• 15. Why invest in Poland?15 Deloitte ©2010 Deloitte Touche Tohmatsu Limited. All rights reserve
    • 16. How to lure a dragon: outbound M&A to Europe & PolandWhy invest in Poland?16 Deloitte ©2010 Deloitte Touche Tohmatsu Limited. All rights reserve
    • 17. How to lure a dragon: outbound M&A to Europe & PolandAbout those Polish special economic zones Polands special economic zones were created to: •Accelerate the economic development of regions •Manage post-industrial property and infrastructure •Create new jobs •Attract foreign investors to Poland. And they have been successful, with Polish ministry of economy figures showing that they have brought in US$20bn worth of investments into Poland and created 50,000 new jobs They work by creating the following tax exemptions: •Large enterprises – from 30% to 50% of eligible costs •Mid-sized enterprises – from 40% to 60% of eligible costs •Small enterprises3 – from 50% to 70% of eligible costs.17 Deloitte ©2010 Deloitte Touche Tohmatsu Limited. All rights reserve
    • 18. How to lure a dragon: outbound M&A to Europe & PolandWho has already invested in Poland – and vice versa? Some Polish firms operating in Some Chinese firms operating in China Poland Amber Foods Consumer Food Sany Heavy Polska Heavy machinery Industry Axtone Rail Bicton Pharma Huawei Telecoms Groupa Black Business ZTE Telecoms Point Services KGHM Mining China Minmetals Mining Kopex Mining Marganski & China CNR Corp Rail Myslowski Aviation Renewable Zaklady Lotnicze Shanghai Electric energy Polfa Lodz Pharma Selena Chemicals Zhongxin Pharma Pharmaceuticals W Kruk Luxury goods18 Deloitte ©2010 Deloitte Touche Tohmatsu Limited. All rights reserve
    • 19. Chinese outbound M&A in Poland19 ©2010 Deloitte Touche Tohmatsu Limited. All rights reserve
    • 20. How to lure a dragon: outbound M&A to Europe & PolandJust four Chinese outbound deals into Poland have been recordedsince 2005 (excluding FDI figures) Date Target Target Short Bidder Bidder Bidder Value Target Name Industry Description Name Industry Territory (US$m) Huta Stalowa Wola Mnfr industrial Guangxi Liugong 01/20/2011 MFG MFG China 58.97 SA Oddzial I machinery Mach Co Ltd Mnfr,whl Foxconn Dell Inc-Polish 08/24/2008 TMT personal Technology Co TMT Taiwan - Plant computers Ltd Delphi Corp- Mnfr,whl auto BeijingWest Inds 10/09/2009 MFG MFG China - Facilities,Krosno components Co Whl construction Guangxi Liugong 01/20/2010 Dressta Sp zoo MFG MFG China - equipment Mach Co Ltd Source: mergermarket20 Deloitte ©2010 Deloitte Touche Tohmatsu Limited. All rights reserve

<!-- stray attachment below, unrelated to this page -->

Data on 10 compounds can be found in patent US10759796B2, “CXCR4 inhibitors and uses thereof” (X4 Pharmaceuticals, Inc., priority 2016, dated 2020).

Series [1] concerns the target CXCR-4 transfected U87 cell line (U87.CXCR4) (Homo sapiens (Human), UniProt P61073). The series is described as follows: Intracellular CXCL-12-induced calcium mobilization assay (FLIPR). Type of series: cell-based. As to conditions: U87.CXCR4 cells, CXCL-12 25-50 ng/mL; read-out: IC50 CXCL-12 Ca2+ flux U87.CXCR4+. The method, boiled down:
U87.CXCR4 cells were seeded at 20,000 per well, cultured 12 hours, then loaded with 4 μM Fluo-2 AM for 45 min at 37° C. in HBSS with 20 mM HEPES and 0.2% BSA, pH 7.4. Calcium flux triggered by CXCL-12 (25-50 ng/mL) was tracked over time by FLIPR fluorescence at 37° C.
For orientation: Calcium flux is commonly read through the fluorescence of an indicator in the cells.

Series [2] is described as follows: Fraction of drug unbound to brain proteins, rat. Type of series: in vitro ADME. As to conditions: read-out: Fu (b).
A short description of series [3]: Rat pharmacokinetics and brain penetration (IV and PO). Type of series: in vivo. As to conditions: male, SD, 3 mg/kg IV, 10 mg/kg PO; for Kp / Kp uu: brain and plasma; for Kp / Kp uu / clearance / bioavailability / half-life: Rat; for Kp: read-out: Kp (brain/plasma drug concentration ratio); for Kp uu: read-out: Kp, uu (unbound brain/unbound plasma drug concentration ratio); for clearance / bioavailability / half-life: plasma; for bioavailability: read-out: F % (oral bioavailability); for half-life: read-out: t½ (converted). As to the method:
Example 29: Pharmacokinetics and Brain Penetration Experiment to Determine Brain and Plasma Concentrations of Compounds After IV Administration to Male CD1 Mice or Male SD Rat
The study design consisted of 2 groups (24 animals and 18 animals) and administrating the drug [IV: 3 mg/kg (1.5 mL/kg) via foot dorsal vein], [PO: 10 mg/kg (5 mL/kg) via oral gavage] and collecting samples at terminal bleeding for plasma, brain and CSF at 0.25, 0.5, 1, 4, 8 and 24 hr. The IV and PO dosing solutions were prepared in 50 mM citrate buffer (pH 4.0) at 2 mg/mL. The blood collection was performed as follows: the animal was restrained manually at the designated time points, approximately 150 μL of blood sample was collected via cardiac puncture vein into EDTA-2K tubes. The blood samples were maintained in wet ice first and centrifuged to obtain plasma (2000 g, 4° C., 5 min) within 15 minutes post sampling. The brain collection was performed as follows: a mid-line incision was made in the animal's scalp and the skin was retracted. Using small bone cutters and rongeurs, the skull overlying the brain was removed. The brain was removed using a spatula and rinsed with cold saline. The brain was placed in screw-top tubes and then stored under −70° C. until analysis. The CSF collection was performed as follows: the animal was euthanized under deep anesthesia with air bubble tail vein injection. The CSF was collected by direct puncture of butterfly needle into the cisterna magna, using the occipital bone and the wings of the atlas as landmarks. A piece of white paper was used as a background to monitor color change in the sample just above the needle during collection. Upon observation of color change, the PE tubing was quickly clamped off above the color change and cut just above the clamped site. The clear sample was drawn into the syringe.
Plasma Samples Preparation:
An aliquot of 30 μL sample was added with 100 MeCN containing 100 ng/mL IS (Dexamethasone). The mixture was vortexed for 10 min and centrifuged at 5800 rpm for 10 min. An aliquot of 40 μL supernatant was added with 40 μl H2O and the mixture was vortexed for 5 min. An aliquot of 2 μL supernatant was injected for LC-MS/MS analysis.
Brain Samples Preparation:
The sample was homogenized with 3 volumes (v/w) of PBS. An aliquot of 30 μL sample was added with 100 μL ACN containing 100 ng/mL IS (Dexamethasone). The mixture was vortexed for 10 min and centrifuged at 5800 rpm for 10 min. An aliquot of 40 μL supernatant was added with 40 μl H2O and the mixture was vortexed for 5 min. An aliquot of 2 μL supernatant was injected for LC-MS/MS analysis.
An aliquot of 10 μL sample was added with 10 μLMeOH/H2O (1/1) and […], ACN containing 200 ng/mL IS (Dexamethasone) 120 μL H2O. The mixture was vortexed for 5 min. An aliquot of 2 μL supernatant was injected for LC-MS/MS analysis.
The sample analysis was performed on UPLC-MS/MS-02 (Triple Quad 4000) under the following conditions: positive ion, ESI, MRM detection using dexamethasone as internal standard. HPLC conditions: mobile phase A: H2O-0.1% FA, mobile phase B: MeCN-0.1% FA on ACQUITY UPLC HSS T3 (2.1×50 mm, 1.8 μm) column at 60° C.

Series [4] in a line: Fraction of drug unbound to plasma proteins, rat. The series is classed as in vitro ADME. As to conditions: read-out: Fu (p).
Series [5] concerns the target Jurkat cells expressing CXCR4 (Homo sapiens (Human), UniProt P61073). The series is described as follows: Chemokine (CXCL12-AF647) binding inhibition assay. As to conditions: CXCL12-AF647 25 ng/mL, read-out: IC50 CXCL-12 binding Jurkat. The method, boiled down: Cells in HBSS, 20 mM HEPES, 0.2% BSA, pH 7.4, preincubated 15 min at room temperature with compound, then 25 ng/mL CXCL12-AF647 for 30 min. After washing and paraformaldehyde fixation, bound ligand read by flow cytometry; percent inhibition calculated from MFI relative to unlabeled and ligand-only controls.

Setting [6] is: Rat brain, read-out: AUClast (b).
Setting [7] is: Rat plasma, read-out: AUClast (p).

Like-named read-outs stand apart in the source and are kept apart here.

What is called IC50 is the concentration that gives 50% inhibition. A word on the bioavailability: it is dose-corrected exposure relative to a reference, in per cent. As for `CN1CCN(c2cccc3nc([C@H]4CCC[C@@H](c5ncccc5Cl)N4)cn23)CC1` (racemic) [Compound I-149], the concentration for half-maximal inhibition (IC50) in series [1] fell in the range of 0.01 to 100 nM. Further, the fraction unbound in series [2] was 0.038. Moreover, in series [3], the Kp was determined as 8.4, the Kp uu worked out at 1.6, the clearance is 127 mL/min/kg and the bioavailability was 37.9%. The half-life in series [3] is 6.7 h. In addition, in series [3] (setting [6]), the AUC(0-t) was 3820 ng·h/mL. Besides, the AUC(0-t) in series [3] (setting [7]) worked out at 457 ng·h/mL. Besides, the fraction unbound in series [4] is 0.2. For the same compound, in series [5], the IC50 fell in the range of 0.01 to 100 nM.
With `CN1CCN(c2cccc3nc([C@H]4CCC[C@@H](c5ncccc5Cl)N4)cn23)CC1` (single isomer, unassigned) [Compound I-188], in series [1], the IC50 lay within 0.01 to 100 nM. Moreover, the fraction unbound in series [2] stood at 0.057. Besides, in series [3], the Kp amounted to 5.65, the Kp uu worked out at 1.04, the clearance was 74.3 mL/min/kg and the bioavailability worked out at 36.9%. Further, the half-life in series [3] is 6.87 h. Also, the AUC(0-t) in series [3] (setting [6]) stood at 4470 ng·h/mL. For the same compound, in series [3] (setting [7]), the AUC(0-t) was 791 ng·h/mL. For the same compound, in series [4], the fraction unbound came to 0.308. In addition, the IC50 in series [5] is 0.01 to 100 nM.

• 21. How to lure a dragon: outbound M&A to Europe & PolandDelving into the detail – The Huta Stalowa dealUnique obstacles…•HSWs close and long-running association with the Polish armed forces,which dates back to the late 1930s.•The protracted nature of negotiations regarding wages and job securitybetween HSW and the Polish Workers Union following the initiation of thedeal.…And solutions•Rain-makers on both sides of the deal structured the transaction so thatGuangxi were able to buy HSW’s civilian arm – its military arm remaining inthe hands of its original (Polish) owners.•After an extended period of time, an agreement was reached amounting to a3% pay rise but with a 54 month employment guarantee. Both solutions clearly demonstrate that compromise is key21 Deloitte ©2010 Deloitte Touche Tohmatsu Limited. All rights reserve